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Re: [IndexedDB] Transaction Auto-Commit

From: Jonas Sicking <jonas@sicking.cc>
Date: Thu, 4 Aug 2011 11:02:09 -0700
Message-ID: <CA+c2ei8N0GxhKs9Af2=E5zr5z3dfVSyeXKyiKA15dMRSVrsitg@mail.gmail.com>
To: Joran Greef <joran@ronomon.com>
Cc: public-webapps@w3.org
On Aug 4, 2011 12:28 AM, "Joran Greef" <joran@ronomon.com> wrote:
> > On 03 Aug 2011, at 7:33 PM, Jonas Sicking wrote:
> >
> >>>> "Note that reads are also blocked if the long-running transaction is
a READ_WRITE transaction."
> >>
> >> Is it acceptable for a writer to block readers? What if one tab is
downloading a gigabyte of user data (using a workload-configurable Merkle
tree scheme), and another tab for the same application needs to show data?
> >
> > This is exactly why transactions are auto-committing. We don't want
> > someone to start a transaction, download a gigabyte of data, write it
> > to the database, and only after commit the transaction. The
> > auto-committing behavior forces you to download the data first, only
> > then can you start a transaction to insert that data into the
> > database.
> If someone were syncing a gigabyte of data using a Merkle tree scheme they
would probably not consider using a single transaction to persist the data
nor would they find it necessary. Rather the point was made to emphasize
that a write-intensive task may take place where many write transactions are
required, one after the other. For instance, in the previous example, a
gigabyte of data may likely consist of a million 1KB text objects, or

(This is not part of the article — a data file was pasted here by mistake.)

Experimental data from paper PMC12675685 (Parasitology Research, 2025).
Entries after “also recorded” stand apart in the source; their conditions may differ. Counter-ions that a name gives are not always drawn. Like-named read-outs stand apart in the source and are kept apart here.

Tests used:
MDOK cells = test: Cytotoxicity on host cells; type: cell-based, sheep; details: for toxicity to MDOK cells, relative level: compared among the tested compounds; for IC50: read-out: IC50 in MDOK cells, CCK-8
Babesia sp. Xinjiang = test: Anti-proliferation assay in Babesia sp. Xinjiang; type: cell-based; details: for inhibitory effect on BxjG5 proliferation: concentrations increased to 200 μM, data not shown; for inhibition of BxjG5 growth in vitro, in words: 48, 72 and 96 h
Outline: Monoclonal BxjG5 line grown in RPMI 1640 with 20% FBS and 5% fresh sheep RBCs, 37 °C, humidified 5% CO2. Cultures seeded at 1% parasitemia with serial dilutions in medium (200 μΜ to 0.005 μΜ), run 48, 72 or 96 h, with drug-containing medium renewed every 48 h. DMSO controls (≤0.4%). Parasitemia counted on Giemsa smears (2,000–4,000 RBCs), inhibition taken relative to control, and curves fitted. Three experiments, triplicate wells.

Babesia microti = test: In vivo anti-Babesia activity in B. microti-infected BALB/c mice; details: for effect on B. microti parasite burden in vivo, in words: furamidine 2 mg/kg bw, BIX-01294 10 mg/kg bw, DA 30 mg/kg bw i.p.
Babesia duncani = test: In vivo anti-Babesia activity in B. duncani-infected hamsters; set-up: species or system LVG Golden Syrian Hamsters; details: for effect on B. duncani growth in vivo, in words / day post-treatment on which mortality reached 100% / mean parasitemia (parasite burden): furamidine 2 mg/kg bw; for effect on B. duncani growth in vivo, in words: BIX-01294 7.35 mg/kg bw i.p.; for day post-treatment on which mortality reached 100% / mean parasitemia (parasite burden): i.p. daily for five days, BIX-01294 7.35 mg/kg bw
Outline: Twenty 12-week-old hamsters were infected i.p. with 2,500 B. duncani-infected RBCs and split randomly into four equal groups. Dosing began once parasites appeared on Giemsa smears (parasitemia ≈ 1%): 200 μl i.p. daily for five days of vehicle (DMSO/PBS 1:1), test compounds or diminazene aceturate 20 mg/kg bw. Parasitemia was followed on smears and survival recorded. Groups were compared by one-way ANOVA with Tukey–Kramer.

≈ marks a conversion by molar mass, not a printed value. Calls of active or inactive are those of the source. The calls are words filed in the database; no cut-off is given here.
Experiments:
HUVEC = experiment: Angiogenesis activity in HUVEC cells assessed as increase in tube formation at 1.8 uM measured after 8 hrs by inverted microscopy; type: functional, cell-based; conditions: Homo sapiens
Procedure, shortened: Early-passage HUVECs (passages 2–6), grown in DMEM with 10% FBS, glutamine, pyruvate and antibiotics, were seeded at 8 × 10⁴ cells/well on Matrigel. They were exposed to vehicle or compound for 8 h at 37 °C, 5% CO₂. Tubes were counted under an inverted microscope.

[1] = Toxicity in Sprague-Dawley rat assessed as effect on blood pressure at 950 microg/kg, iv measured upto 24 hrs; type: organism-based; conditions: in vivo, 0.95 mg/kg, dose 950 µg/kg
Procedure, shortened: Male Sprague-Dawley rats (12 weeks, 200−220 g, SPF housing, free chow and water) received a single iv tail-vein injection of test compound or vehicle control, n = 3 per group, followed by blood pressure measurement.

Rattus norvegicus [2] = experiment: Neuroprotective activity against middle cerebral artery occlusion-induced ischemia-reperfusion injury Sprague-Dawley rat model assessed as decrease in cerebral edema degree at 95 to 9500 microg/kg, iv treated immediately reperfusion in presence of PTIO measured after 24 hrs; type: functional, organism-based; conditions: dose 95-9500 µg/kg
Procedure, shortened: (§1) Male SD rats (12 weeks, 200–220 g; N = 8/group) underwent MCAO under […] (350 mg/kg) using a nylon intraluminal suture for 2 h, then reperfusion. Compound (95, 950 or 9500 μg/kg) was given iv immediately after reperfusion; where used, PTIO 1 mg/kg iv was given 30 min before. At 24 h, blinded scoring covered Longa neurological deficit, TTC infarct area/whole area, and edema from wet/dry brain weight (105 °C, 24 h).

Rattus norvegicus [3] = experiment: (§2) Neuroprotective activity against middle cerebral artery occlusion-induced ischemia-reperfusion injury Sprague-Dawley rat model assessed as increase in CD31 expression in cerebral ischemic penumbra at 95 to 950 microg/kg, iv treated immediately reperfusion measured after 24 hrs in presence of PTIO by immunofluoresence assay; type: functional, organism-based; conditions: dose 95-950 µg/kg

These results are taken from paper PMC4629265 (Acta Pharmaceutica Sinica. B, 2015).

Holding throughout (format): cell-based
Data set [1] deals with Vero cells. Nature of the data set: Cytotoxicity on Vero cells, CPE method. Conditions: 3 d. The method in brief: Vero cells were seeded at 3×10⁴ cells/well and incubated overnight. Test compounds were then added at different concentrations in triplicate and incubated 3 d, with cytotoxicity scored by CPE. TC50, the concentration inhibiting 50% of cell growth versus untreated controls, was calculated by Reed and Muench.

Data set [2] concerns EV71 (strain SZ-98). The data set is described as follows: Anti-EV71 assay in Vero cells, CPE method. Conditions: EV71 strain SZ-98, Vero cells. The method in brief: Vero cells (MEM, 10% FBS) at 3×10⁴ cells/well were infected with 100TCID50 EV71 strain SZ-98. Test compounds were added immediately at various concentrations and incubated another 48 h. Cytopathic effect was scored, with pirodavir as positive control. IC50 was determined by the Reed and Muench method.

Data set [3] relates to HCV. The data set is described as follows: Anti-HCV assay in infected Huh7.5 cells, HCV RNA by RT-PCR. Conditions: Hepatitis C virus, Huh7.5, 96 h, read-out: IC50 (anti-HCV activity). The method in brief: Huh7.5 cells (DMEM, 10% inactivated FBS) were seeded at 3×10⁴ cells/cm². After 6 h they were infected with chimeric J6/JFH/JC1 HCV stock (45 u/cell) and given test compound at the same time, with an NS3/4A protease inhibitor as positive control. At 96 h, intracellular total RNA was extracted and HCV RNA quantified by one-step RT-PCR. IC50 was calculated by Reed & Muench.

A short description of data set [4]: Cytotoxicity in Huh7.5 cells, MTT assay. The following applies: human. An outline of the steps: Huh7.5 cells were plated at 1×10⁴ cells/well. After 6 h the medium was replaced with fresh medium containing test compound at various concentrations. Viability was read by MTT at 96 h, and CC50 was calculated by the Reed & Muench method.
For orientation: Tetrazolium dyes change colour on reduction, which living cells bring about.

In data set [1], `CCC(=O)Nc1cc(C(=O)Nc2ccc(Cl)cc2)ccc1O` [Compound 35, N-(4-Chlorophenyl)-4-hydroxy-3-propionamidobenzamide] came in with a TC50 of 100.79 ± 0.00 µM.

250,000 4KB objects, each of which may require a write transaction to update
a few parts of the database. Any implementation of IDB where writers blocked
readers would perform poorly in this case.
> But all of this is orthogonal to the question of auto-commit. Are there
other reasons in favor of auto-committing transactions? I'm not sure that
library writers stand to gain from it, and it forces one to use other
methods of concurrency control to match the semantics of server-side

The two main reasons is to prevent people from performimg slow running
tasks, such as network activities, while keeping the transition open, and to
prevent people from accidentally forgetting to commit a transaction, for
example if a exception is thrown.

> > IndexedDB allows MVCC in that it allows writers to start while there
> > are still reading transactions running. Firefox currently isn't
> > implementing this though since our underlying storage engine doesn't
> > permit it.
> >
> > IndexedDB does however not allow readers to start once a writing
> > transaction has started. I thought that that was common behavior even
> > for MVCC databases. Is that not the case? Is it more common that
> > readers can start whenever and always just see the data that was
> > committed by the time the reading transaction started?
> If your database supports MVCC, then by definition there is no reason for
writers to block readers.

I'd be open to allowing read transactions which are started after a write
transaction to see the before-write database contents. Would definitely want
input from Microsoft and Google first though. There is also a question if
this should be opt-in or default behavior.

My gut feeling is to leave this for version 2. Though that of course removes
the ability to make it default behaviour.
Received on Thursday, 4 August 2011 18:02:47 UTC

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